FAQ

Why is life insurance not a good savings plan

Stop buying life insurance as a savings strategy. stop buying it as a tax deferral vehicle for retirement savings. stop spending thousands of dollars a month on life insurance premiums, at least until you read the rest of this column.

Life insurance is not a retirement savings strategy.

why do we buy life insurance?

A person should buy life insurance, generally speaking, for one reason: because there would be a financial impact on their business or family if they died. – jonathan novy, investment advisor at ritholtz wealth

Usually your need for insurance is high early in life, when you have many years of work ahead of you. the need for insurance decreases over time and finally drops to zero sometime before retirement. this insurance need curve lends itself nicely to term life insurance. Term insurance, as its name implies, lasts for a certain term, such as 10, 20 or 30 years. Term insurance is the cheapest option because insurance companies know that many of the policy owners will outlive their term and the insurance company will not have to pay the death benefit. http://www.investmentnews.com/wp-content/uploads/assets /graphics src=”/wp-content/uploads2018/09/ci116910911.jpg”

Enter the life insurance agent. here we have a thoroughbred salesman who is incentivized to sell as many life insurance contracts as he can. he is trained to offer a rebuttal to every objection. Term life insurance is cheap, which means sales commissions are low. No insurance agent can make a living selling term policies alone. So you have a million reasons why you should buy whole life insurance, variable universal life insurance, and other forms of cash value life insurance.

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Let’s look under the hood of a permanent life insurance policy. First, there is the underlying cost of insurance. This is similar to the premium you pay for term insurance. while you are young, this cost is low, but as you get older, the price of insurance grows. this is important when accessing your “tax-free retirement savings” later through policy loans.

Even when the policy is “paid up” and you owe no premiums, the cost of the insurance is charged against the policy. this matters if the annual dividend falls below the cost of insurance, and is one of the reasons policies lapse and expire.http://www.investmentnews.com/wp-content/uploads/assets/graphics src= ”/wp-content/uploads2018/09/ci116911911.jpg”

but the cash value grows tax deferred!

This is true, but life insurance is one of the most expensive forms of investing. whole life policies pay dividends in the low to mid single digits. All types of policies add the cost of insurance, selling and administrative expenses, and a host of riders to the total cost. If you’ve ever seen an illustration of a lifetime, you’ve probably noticed that it takes 10 years or more to break even with premiums paid.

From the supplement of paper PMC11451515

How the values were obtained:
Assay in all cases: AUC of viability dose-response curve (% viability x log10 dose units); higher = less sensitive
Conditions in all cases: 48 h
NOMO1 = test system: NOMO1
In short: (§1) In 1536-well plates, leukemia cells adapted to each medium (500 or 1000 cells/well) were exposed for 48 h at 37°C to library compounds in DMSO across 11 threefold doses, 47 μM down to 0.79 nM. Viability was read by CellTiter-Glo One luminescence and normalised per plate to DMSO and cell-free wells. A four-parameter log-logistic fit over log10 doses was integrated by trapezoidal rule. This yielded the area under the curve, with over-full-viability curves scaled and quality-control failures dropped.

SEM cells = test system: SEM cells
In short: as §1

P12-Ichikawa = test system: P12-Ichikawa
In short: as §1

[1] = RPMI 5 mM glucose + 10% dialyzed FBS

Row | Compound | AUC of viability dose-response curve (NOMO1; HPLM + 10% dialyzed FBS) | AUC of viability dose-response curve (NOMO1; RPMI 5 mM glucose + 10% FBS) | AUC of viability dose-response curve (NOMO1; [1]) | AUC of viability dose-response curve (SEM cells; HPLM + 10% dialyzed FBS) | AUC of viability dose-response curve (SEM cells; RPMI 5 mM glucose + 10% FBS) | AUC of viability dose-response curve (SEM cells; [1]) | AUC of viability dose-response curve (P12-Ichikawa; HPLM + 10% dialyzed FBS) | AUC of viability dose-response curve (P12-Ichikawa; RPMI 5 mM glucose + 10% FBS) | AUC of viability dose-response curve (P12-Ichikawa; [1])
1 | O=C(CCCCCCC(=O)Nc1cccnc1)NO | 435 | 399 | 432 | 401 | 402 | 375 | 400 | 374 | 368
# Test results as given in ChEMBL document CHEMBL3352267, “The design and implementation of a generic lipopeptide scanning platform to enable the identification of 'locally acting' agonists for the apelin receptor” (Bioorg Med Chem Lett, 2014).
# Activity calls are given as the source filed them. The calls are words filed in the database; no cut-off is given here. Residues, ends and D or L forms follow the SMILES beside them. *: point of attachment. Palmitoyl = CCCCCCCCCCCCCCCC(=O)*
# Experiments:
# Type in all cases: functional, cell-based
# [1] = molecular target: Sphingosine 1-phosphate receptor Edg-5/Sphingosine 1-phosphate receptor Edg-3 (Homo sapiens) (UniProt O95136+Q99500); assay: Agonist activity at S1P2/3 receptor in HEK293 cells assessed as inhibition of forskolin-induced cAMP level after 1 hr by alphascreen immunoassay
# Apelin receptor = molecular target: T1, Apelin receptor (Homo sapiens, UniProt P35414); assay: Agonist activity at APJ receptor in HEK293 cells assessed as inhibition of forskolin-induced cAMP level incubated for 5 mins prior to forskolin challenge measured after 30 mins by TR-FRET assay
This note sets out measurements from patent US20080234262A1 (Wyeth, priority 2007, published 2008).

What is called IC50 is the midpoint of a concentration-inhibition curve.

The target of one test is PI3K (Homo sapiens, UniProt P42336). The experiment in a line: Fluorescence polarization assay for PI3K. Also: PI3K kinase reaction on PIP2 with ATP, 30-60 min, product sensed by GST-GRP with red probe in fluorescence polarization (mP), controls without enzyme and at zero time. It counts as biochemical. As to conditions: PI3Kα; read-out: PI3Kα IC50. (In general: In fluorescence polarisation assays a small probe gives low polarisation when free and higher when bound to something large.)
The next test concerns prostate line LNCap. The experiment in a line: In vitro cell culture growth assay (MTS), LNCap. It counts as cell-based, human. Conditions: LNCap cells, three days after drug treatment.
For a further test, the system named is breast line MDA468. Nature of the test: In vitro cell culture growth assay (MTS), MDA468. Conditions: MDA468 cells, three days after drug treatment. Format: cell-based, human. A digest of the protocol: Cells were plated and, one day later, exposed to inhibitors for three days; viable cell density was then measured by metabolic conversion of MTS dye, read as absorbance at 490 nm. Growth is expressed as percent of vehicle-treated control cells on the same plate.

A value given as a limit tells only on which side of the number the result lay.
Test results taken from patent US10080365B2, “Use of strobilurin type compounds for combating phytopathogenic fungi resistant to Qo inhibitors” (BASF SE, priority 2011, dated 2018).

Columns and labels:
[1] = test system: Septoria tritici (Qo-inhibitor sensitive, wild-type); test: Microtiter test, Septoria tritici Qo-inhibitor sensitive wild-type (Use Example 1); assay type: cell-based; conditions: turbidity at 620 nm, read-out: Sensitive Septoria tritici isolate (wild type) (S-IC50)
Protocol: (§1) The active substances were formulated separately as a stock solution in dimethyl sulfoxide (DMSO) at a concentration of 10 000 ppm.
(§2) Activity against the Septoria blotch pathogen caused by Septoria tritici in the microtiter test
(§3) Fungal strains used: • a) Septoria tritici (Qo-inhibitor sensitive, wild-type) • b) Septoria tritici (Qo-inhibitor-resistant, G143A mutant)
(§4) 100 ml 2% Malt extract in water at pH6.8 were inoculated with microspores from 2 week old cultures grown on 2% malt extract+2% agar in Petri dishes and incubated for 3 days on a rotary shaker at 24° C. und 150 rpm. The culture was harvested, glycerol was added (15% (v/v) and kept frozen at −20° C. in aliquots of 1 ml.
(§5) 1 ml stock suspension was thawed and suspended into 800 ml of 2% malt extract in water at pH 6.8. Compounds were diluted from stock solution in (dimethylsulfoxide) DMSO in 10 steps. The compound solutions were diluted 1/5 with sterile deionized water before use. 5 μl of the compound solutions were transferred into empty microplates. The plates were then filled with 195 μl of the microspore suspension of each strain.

variable policies are riskier. The first few years of market returns can make or break a variable policy. If market returns are negative, you may end up paying higher premiums later to keep the same death benefit. what a nightmare.

(more: Critics say regulation hasn’t curbed overly rosy projections for indexed universal life insurance)

but the cash value can be withdrawn tax-free in retirement!

This is partially true. The premiums you paid can be withdrawn tax-free, but to access the growth, you must take out a loan against the policy. now you are paying interest on a loan within the policy at the same time that the cost of insurance increases. This combination can be deadly if the costs exceed the dividends and the cash value available to pay these costs. the policy owner now needs to repay the loan and/or pay additional premiums to keep the policy in force. When you die, the loan balance is subtracted from the death benefit. remind me again why we bought this policy?

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Permanent life insurance is expensive. When faced with a budget crisis, such as job loss, health care expenses, or college tuition, life insurance premiums are often the first item to cut. Suddenly, the “forced savings” mechanism that was thought to be useful becomes a burden. that rosy projection of cash value turns to dust.

These are valid reasons to purchase permanent life insurance:

• you have an estate larger than the federal (or state) estate tax exemption and want to provide your heirs with liquidity to pay the tax. • You have dependents who need more than the assets you can inherit from them to survive. • You are looking to move assets out of your taxable estate to your heirs. • your partners want to finance the purchase of your share of a private business after your death.

I may have missed a few, but you’ll notice savings aren’t listed. Whether your goal is to save for college, retirement, or something else, there are less expensive and more flexible ways to do it. just say no to expensive permanent life insurance policies you don’t need.

(learn more: technology is speeding up the process of issuing life insurance policies)

blair duquesnay is an investment advisor at ritholtz wealth management.

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